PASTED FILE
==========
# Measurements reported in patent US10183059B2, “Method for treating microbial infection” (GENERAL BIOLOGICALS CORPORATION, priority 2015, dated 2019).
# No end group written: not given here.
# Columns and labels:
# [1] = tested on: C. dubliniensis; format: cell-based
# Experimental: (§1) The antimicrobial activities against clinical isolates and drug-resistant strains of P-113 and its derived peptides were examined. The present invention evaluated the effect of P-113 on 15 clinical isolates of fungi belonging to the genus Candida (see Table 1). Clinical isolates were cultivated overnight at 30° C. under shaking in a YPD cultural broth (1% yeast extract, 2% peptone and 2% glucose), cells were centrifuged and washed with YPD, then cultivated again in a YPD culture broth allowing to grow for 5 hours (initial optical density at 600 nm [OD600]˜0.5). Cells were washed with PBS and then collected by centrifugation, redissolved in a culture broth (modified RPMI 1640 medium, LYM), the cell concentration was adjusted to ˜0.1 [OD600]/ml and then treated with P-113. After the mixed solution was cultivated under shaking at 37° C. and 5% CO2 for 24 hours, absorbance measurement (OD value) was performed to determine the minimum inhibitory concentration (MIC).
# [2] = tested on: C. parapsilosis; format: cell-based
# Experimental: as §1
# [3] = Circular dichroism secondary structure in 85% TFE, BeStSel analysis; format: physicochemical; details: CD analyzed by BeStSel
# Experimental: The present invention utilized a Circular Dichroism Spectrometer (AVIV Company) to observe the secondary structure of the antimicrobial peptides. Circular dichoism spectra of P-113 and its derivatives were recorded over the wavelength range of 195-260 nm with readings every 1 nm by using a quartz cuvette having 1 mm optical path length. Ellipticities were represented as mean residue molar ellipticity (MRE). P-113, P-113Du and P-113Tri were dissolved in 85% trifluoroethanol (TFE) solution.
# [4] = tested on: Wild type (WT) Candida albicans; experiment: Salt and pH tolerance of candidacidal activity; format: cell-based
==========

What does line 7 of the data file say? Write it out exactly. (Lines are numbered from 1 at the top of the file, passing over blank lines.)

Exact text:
# Experimental: as §1